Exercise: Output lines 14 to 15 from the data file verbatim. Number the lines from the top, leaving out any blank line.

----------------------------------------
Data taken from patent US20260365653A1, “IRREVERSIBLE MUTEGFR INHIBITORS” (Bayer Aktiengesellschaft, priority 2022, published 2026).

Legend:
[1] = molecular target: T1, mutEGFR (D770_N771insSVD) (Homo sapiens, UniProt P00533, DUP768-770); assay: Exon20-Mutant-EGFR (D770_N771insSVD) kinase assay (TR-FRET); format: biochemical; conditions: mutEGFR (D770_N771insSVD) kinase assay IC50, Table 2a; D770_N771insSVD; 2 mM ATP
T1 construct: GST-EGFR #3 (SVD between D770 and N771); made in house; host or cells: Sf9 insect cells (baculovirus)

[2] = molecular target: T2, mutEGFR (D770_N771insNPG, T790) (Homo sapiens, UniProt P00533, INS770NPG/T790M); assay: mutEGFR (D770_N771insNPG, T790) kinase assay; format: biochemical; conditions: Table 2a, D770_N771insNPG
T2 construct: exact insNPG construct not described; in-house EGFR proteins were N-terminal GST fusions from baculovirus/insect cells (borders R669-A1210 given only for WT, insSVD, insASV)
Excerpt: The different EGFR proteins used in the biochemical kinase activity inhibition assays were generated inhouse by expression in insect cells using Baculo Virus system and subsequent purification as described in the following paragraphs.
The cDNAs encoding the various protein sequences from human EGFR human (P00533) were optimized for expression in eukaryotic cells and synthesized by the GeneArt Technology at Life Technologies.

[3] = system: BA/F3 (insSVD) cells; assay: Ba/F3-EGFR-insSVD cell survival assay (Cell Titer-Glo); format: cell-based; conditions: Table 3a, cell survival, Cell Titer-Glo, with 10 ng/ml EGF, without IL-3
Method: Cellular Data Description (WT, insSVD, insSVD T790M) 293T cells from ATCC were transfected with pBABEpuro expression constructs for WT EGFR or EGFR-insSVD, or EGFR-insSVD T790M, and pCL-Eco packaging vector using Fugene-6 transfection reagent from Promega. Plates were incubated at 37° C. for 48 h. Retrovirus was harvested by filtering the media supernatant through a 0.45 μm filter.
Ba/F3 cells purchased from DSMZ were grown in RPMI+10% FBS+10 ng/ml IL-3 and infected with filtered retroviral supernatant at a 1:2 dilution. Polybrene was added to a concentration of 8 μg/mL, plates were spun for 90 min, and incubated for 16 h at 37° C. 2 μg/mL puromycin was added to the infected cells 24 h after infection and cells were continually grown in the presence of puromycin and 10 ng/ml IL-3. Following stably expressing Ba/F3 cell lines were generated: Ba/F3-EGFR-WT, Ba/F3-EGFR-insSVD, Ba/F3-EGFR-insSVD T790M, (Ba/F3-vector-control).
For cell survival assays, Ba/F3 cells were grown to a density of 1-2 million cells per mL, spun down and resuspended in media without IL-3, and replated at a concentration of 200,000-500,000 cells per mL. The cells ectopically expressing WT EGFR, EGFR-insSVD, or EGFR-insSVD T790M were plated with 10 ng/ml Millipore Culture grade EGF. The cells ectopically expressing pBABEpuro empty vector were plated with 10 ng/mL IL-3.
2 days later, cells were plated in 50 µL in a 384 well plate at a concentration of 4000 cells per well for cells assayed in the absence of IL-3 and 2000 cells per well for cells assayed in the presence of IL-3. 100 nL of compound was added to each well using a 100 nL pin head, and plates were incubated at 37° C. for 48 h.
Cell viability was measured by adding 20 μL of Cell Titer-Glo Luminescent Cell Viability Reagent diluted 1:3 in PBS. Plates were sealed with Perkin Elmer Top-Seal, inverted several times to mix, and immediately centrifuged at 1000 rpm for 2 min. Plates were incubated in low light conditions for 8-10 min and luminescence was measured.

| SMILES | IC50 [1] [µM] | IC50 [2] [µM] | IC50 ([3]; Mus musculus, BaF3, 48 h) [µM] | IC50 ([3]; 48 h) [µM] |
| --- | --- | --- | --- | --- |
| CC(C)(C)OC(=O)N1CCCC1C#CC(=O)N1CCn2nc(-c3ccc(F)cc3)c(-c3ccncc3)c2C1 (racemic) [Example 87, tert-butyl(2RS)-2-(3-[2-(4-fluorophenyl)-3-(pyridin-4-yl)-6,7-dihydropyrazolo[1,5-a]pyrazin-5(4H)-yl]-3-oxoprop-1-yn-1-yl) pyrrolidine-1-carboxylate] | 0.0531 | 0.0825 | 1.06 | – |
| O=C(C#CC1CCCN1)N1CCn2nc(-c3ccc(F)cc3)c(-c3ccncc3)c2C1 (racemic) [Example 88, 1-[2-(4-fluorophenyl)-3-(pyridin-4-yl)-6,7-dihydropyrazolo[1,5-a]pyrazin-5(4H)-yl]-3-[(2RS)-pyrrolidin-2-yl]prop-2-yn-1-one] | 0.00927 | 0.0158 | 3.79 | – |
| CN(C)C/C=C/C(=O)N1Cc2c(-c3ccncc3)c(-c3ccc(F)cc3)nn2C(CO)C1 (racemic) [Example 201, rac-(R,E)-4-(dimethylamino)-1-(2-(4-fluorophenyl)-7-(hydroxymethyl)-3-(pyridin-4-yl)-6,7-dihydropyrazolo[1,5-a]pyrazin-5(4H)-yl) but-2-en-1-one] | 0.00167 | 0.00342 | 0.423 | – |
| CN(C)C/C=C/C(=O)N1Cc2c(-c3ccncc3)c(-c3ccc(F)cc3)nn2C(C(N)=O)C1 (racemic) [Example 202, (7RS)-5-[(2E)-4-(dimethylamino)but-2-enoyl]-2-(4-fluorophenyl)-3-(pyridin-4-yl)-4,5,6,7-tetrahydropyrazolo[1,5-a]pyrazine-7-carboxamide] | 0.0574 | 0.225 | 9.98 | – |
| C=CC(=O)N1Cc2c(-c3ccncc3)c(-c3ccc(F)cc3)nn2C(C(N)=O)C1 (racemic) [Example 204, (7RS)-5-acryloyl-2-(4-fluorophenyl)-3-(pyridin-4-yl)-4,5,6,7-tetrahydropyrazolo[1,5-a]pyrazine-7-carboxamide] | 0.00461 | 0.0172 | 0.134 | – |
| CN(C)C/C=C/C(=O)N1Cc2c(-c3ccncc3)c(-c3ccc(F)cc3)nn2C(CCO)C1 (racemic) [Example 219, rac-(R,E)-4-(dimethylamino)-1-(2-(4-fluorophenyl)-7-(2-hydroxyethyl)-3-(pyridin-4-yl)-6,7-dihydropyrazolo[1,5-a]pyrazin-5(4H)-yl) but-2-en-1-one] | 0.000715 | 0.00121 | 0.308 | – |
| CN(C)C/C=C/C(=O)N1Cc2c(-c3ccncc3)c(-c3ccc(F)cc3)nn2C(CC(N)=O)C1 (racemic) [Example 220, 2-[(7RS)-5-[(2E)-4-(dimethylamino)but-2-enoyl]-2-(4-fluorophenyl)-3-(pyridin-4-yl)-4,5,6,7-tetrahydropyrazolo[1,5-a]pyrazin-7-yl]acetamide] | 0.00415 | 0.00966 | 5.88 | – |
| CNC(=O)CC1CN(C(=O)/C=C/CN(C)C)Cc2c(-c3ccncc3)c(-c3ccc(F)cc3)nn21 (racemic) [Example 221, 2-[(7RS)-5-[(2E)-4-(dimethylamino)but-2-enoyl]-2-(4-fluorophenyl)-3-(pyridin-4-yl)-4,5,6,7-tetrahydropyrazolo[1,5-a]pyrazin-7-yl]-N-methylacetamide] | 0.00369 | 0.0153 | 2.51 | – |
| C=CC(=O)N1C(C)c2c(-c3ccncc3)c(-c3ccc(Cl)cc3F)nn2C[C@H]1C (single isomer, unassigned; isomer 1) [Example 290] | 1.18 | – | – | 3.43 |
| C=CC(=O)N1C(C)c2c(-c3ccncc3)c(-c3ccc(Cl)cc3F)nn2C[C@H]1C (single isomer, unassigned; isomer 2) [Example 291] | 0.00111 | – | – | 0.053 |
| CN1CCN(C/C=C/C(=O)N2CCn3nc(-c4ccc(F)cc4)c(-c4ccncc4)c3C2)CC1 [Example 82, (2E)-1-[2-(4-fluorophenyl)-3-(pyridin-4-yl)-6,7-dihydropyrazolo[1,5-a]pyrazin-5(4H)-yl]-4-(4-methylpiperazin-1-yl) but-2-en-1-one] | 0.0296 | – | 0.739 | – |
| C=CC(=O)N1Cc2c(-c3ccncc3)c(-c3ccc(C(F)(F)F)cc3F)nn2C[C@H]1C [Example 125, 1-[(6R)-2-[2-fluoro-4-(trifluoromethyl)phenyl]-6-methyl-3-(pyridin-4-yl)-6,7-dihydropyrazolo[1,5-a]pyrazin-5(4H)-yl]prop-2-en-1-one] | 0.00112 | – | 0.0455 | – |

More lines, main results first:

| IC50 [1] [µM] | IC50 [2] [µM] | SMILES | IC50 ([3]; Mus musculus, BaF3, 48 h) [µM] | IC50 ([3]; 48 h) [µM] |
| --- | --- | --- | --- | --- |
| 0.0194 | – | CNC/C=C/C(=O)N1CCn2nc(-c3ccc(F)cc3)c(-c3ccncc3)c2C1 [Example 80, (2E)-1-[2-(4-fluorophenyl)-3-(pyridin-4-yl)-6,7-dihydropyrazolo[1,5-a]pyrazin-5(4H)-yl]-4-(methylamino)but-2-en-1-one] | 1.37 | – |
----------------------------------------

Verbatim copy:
Cell viability was measured by adding 20 μL of Cell Titer-Glo Luminescent Cell Viability Reagent diluted 1:3 in PBS. Plates were sealed with Perkin Elmer Top-Seal, inverted several times to mix, and immediately centrifuged at 1000 rpm for 2 min. Plates were incubated in low light conditions for 8-10 min and luminescence was measured.

| SMILES | IC50 [1] [µM] | IC50 [2] [µM] | IC50 ([3]; Mus musculus, BaF3, 48 h) [µM] | IC50 ([3]; 48 h) [µM] |